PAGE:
Q. What drew you to this field, and specifically Neurofeedback?

A. “I was Pre-Med and disenchanted with Western medicine (I’m from a family full of doctors), so after graduating I fell into a slump and found Neurofeedback—and it became my passion and calling to share with others.

At the end of the day, Neurofeedback made me feel like myself again.”

Q. What’s your most rewarding career moment with a patient?

A. “A few years ago, I had a US Army Veteran who was a full-time mom of two who came in for sessions. She had survived two major blast injuries while in the Middle East, but came home with traumatic brain injuries, PTSD, depression and a stutter. After her first session tears came to her eyes—as she couldn’t explain how she felt, but she knew it was “different”—as if the fog had been lifted. Within the first few sessions her stutter improved, her sleep improved, and her relationships improved. The most rewarding moment would have to be when she told me that she felt that Neurofeedback had changed the course of her life and allowed her to be a better mom.”

Q. Besides sharing Neurofeedback with the world, what do you do at home to unwind?

A.
– Meditate – 2x a day
– Nutrition is important.  Love to share dinner, when I can with my friends.
– Exercise vigorously every morning, which helps me unwind at night.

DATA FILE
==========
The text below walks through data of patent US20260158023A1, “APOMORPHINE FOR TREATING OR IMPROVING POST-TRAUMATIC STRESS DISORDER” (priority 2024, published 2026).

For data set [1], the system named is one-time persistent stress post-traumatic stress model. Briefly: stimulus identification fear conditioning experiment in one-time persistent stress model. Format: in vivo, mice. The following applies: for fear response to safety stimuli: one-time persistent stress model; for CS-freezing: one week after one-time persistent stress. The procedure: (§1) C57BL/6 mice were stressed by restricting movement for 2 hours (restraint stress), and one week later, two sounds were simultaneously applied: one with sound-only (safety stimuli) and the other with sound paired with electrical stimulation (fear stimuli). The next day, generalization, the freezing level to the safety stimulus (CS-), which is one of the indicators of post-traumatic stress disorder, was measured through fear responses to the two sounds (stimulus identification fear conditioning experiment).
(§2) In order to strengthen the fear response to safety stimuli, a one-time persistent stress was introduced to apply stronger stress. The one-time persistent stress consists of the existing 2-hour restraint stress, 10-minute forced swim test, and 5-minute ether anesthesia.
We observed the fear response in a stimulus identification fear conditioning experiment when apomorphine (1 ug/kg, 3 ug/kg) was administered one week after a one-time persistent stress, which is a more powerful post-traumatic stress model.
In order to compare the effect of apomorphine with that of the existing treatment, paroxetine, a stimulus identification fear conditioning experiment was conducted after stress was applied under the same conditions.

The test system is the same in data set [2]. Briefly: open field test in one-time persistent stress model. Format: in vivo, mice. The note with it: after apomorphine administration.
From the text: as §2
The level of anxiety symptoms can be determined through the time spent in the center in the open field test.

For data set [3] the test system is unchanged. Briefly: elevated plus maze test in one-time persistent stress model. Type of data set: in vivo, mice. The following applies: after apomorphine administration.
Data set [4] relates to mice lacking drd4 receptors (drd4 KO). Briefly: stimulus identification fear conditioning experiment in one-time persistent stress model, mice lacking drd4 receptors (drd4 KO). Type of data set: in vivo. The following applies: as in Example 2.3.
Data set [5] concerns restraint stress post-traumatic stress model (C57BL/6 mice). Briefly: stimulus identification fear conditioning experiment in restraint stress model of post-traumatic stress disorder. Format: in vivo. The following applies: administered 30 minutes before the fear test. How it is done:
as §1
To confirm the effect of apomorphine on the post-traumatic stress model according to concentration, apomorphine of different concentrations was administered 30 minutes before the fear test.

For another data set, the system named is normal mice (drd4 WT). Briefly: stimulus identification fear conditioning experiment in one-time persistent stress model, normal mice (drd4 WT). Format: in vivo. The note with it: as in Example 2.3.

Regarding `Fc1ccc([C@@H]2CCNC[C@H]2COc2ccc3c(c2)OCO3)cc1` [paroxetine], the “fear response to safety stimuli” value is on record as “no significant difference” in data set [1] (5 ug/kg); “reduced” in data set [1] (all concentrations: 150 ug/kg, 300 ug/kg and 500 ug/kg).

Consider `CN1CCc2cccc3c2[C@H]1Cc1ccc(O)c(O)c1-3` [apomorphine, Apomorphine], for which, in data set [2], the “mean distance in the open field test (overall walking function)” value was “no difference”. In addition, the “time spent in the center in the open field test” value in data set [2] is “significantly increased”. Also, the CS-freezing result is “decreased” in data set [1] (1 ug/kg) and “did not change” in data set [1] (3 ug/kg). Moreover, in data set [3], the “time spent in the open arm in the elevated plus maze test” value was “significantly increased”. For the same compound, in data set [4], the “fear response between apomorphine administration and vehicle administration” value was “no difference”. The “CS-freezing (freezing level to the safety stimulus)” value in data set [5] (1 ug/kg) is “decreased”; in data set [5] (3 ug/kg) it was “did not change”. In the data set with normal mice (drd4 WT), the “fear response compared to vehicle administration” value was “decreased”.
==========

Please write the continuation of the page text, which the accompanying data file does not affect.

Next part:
Q. What else can you do in addition to Neurofeedback to achieve neuro bliss?

A. “The body and its systems work together—we must take care of the whole package.”

Meg Stuppy founded the Los Angeles Neurofeedback Center in 2012, after experiencing the powerful difference Neurofeedback had on optimizing her brain—and seeing the transforming results it gave to others.

Growing up in a family of physicians, Meg could not deny her passion in alternative medicine and holistic wellness. Shortly upon graduation from University of California, Santa Barbara with a bachelor’s degree in Biology, Meg discovered Neurofeedback—and immediately changed her focus from applying to medical school to studying Neurofeedback at Brain State Technologies.

She believes that with an optimized, rebalanced mind, people of any age can reclaim and enrich their life to accomplish a greater degree of wellness. When she is not working as a NeuroCoach, she enjoys going to the beach with her dog, Sophie, and spending time with her nephew and niece.

Follow Meg’s work on Instagram, Facebook or Twitter.

4
0 Comments

Leave a Reply

Your email address will not be published. Required fields are marked *